Concerned citizens, mostly those whose lives depend on the Lake Malawi, have appealed to the Malawian government to suspend the oil drilling survey project that is currently underway. Early this year, Malawi government through the then minister of energy Dr Goodall Gondwe signed a Memorandum of Understanding (MOU) with Surestreams, a UK based oil drilling company to carry out the project.

The citizens, led by the country’s renowned businessman Watson Katawa Nyasulu said the cover up of the terms and conditions of the MOU to the general public by the authorities cast a lot of suspicion amongst the citizens.

“The agreement between the government and Surestreams was done without consultations, we remember quite well that there was a massive consultation when granting Kayelekera Uranium Mining contract to Paladin with various politicians, traditional leaders, the religious community, the civil society an chiefly the people at the grassroots level.

“The approach was fundamental for our participatory development an we want the same with the oil drilling project,” said Katawa adding that their stand represents about 95 percent of people living along the lake shore.

Environmental threat

Katawa added that as a nation which mostly depend on the lake economically and socially, they are not confident about environmental hazards control to do with the project such as the demise of Lake Species such as fish and water pollution in case of oil spills.

“We are technically aware of dangers of oil spills as was the case with Nigeria, Mexico, United States and other countries which resulted in loss of lives, property and environmental pollution. We don’t want such calamities to occur once the project has been fully instituted,” he said.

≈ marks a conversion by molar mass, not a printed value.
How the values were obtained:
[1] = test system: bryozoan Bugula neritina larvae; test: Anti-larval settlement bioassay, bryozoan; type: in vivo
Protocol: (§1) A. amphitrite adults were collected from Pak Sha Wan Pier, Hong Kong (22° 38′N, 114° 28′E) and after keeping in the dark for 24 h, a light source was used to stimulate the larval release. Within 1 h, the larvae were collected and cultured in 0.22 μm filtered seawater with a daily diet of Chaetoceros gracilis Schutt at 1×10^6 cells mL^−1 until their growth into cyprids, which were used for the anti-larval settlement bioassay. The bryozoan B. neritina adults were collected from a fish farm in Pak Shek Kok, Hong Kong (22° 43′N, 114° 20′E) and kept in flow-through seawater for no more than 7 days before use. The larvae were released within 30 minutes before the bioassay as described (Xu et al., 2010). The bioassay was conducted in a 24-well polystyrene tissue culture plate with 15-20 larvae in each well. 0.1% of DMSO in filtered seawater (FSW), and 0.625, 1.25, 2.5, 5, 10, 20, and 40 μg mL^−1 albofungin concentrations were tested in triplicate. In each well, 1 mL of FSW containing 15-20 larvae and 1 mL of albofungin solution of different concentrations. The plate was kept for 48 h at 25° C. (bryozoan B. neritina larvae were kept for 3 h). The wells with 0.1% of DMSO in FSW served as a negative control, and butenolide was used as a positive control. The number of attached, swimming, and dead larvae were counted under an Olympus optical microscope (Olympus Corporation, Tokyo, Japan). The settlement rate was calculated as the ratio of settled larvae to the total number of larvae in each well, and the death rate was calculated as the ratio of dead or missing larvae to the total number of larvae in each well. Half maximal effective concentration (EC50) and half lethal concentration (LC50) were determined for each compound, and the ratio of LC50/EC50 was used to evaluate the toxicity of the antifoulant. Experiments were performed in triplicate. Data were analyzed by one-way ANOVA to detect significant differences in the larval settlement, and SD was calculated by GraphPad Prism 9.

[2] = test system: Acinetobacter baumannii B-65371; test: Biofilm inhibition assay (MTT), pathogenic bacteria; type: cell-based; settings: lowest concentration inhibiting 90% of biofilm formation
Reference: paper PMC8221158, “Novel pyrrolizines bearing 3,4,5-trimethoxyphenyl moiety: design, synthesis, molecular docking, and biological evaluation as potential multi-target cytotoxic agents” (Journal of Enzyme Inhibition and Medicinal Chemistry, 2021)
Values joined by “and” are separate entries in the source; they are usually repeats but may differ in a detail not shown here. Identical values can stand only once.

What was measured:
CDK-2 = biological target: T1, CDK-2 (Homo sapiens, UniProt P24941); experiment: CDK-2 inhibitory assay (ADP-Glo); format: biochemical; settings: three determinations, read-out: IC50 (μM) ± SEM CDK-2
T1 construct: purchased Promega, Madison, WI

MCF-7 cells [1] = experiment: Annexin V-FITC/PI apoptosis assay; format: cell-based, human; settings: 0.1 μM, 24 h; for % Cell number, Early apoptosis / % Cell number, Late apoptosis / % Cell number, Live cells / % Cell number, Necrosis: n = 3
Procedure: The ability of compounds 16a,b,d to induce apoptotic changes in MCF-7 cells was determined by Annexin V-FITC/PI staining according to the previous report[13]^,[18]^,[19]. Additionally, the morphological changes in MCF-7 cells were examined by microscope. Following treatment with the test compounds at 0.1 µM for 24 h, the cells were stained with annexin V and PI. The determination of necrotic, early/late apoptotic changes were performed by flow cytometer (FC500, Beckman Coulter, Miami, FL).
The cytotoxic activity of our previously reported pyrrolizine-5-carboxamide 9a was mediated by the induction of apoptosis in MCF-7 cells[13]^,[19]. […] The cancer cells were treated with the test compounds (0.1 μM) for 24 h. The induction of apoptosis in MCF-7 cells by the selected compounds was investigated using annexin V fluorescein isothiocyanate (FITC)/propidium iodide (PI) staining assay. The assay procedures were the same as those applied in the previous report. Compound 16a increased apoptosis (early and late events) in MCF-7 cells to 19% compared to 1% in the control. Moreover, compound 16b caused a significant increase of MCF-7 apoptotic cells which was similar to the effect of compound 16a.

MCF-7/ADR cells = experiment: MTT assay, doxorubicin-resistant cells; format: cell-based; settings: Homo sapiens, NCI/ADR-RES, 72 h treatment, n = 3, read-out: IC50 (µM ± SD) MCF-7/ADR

When signing the MOU, Surestreams Petroleum General Manager Keith Robinson said the assessment exercise is nowhere near production.

“We only presented our plan for the environmental and social impact assessment as required by the Malawi and international legal requirements. Actual exploration which will involve shooting pressured air into the lake, begins anytime between 2013 and 2014 but rest be assured that it will not scare fish in deep waters,” he said.

But a local environmentalist, William Chadza feels the project in not environmental friendly.

“There is a minor difference between explorations an actual drilling of oil. Our worry is that economic issues have taken precedence on environmental issues. This is not healthy,” chadza, who is also Executive Director of the Centre for Environmental policy and advocacy, was quoted in the local media.

There was no immediate comment from the current energy minister who was not available on numerous occasions.

The fish industry supports nearly 1.6 million people in lakeshore communities and makes substantial contributions to their livelihoods, by supporting approximately nine percent, 18 percent, 15 percent, nine percent and 30 percent of the people in lakeshore districts.

It has the largest number of employees (4) per enterprise, compared to 3.8 under crops; it generates the largest profit per employee per hour (K50.15) (2002 figures) compared to mining (K16.64) and crops (K5.94). So if we put more emphasis on it, for sure, the economy of the country will grow.

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